Liquid Weighting of Tractor Tires

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We often get calls about filling tractor tires with liquid fill such as calcium chloride, so I thought it might be useful to insert an article by Titan Tire, one of our long time suppliers.

“The traction or pulling power which a tire can exert is in proportion to the weight it carries. The greater the load on the tire, the more traction effort it can exert. The way to secure more traction and reduce tire slippage and tread wear is to add weight to the rear axle.

Filling tires with liquid is one of the most widely used methods of adding weight to the drive axle of a tractor because of its economy and simplicity. Plain water may be used where freezing never occurs. In colder climates where freezing temperatures occur, calcium chloride flake can be added at the strengths of 3.5lbs per gallon of water. For extremely cold climates, 5lbs of calcium chloride per gallon of water is used. Note that calcium chloride not only provides freezing protection but also increases the weight added by 20% and 28% for 3.5lbs./gal. and 5lbs./gal. respectively.

Front and rear tires should only be filled to 75% or “valve level”. Use of fills greater than this are not recommended because the tire becomes more susceptible to impact breaks. For softer ride and better control of power hop, it is recommended that 40% fill (4 o’clock valve position) not be exceeded.

Liquid fill has a stiffening effect on tire deflection, especially at lower inflation pressure. Because of this, use of liquid fill may make controlling power hop more difficult.

Either tube type or tubeless tires may be filled with calcium chloride solution. Rim corrosion is not a problem with tubeless tires as long as the tire is always kept inflated. This keeps outside air sealed away from the rim and restrains corrosion. A rim used tubeless with calcium chloride solution must be rinsed with tap water immediately after dismounting to prevent extremely rapid corrosion.”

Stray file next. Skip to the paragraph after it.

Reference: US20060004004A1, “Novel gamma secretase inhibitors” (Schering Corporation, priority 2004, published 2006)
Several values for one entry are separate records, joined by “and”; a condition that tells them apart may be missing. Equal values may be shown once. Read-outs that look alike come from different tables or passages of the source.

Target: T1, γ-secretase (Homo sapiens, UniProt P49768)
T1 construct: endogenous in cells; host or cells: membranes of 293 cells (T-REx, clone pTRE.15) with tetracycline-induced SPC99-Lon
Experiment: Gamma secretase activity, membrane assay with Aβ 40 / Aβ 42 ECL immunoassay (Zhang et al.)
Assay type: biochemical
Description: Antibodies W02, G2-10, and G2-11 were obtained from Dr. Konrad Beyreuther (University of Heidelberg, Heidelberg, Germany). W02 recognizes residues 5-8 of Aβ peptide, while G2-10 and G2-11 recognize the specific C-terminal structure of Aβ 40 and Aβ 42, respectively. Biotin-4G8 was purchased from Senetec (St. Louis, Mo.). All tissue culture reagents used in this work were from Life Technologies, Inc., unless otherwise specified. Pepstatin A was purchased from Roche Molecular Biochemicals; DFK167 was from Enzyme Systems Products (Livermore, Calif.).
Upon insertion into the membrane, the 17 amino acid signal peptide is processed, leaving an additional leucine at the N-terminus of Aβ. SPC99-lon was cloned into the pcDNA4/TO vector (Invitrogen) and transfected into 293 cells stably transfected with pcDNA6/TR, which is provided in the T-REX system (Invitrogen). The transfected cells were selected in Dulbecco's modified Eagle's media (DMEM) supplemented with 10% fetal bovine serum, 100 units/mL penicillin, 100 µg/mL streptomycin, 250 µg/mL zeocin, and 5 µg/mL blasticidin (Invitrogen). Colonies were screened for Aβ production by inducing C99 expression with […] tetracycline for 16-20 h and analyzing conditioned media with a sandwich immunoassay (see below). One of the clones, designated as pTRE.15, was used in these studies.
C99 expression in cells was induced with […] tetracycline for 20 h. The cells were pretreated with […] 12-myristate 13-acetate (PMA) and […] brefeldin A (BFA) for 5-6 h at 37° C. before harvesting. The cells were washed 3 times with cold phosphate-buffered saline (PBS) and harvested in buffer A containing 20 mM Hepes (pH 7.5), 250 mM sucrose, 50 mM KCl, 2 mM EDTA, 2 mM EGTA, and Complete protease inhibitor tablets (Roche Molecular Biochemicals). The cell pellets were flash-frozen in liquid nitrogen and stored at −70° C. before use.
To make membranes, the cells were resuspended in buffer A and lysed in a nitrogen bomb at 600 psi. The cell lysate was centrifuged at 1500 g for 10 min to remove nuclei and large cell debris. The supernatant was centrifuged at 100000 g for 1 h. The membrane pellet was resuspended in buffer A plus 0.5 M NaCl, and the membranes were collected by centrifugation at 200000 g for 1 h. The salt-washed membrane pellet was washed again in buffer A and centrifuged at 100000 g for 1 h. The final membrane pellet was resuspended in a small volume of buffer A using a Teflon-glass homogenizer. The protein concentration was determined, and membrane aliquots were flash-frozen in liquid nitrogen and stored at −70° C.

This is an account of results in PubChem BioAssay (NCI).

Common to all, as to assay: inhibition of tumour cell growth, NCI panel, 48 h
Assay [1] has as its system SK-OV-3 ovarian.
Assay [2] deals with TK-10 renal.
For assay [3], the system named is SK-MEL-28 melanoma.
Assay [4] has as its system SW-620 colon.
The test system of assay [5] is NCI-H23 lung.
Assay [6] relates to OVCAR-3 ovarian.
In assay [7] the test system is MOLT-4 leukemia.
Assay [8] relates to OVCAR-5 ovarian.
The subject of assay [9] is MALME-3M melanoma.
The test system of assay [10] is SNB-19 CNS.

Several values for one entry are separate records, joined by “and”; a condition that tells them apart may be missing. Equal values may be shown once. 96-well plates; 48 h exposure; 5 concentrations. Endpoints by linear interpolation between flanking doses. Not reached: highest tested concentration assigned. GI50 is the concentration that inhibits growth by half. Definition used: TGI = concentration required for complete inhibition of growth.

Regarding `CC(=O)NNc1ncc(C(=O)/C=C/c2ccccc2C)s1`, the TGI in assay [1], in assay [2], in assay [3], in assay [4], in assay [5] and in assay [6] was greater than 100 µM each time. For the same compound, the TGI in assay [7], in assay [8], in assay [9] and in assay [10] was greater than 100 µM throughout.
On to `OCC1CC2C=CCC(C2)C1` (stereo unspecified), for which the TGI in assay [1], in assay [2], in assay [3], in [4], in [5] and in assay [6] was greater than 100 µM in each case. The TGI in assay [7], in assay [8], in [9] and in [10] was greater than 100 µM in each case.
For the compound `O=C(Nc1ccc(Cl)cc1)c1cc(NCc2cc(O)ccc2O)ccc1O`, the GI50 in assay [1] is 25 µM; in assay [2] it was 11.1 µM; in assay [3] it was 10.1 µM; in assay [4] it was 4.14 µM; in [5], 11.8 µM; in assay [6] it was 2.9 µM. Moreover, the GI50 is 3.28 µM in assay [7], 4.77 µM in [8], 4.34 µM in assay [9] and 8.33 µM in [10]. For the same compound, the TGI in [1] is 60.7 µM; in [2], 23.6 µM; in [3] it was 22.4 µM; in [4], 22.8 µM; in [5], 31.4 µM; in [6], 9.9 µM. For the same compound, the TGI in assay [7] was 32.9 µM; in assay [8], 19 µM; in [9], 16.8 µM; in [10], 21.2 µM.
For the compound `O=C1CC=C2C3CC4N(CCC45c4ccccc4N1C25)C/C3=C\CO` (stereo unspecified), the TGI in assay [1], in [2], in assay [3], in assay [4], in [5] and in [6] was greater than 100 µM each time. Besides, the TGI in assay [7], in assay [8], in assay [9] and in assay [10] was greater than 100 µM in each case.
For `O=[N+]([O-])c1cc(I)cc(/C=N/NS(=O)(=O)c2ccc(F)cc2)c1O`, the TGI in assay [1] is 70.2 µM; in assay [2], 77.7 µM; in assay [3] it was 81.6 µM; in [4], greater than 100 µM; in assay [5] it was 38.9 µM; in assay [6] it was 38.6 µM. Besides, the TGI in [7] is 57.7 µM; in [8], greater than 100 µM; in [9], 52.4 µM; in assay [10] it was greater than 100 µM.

I couldn’t have said it better myself!

One additional thought about calcium chloride and rim corrosion. In our experience, rim corrosion around the valve stem is very common, often leading to more rim damage that can’t be seen until the tire is dismounted. It usually requires a patch be welded and the rim repainted before any tire work can be done.

Thanks to Titan for the content. You can check out there website at www.titan-intl.com.

Have a great week!

Brian

Comments

9 Responses to “Liquid Weighting of Tractor Tires”
  1. John says:

    I would like to get information on tractor tire tubes. I have a tractor with Titan Trac-Loader tires on itand I can’t find the tubes to fit the size is 43X16.00-20 I would like very much to find them so I can fill them with some kind of liquid or whatever . If you can help me I would be very thankful.
    Thank you
    John

  2. admin says:

    Hi John,

    The correct tube to use is a 15/18R19.5, part#556675 cost $59.07ea.

    43x1600x20 HEIGHT 43″ WIDTH 16″

    15X19.5 HEIGHT 41″ WIDTH 15.5″

    These tubes are in stock.

    Brian

  3. JAYWTFS says:

    Would periodically greasing around the valve stem to keep air from reaching the salt residue help eliminate the corrosion issue?

  4. janet says:

    I put too much air pressure in my tractor tires that are loaded with calcium and now it chews getting up my long steep driveways.s

    How do I now let some air out without loosing all the calcium?

  5. admin says:

    Calcium chloride, or any liquid ballast, is pumped into the tire to about 70% capacity of the tire casing.
    Move the tractor forward so that the valve stem is a twelve o’clock.. Then slowly unscrew the valve to let some air pressue
    out of the “air pocket”. I’m sure it will be messy, but that is the only way. Good luck.

  6. kingsley perkins says:

    im trying to load some tires on a garden tractor size 8/16 on a case how maney gallons in each one

  7. admin says:

    water only 9 gallons

    3 1/2 lbs calcium – add 8 gallons and 28 lbs calcium

    5 lbs calcium – add 8 gallons and 40 lbs calcium

  8. R. Beer says:

    My rear tractor tires need air. I park the tractor so the valve stem is at 12:00 and let it sit a few minutes so the calcium can drain away from the valve stem. However, if I press the valve with a blunt object, liquid comes out and at a pretty good rate. I’ve already ruined one good tire pressure gauge. I’ve even tried jacking up the side of the tractor to take weight off the tire. Did the dealer overfill my tire? Or is there a simple solution that I can do out here in the sticks? Thanks.

  9. admin says:

    Sounds like a little too much liquid above the valve stem.

    If you don’t have an air / water pressure gauge, just let the additional liquid
    flow out until it stops.

    We always fill the tires up just below the valve stem (at noon).

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